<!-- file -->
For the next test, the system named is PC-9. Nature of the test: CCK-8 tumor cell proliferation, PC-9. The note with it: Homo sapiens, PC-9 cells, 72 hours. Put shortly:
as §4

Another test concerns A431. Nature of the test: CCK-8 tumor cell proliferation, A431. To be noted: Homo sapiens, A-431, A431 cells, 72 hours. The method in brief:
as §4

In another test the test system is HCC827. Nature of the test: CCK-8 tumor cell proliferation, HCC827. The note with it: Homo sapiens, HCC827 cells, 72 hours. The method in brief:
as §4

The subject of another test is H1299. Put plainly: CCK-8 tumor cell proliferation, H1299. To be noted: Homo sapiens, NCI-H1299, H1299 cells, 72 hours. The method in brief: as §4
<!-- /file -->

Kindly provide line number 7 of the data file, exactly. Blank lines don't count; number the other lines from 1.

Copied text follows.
The subject of another test is H1299. Put plainly: CCK-8 tumor cell proliferation, H1299. To be noted: Homo sapiens, NCI-H1299, H1299 cells, 72 hours. The method in brief: as §4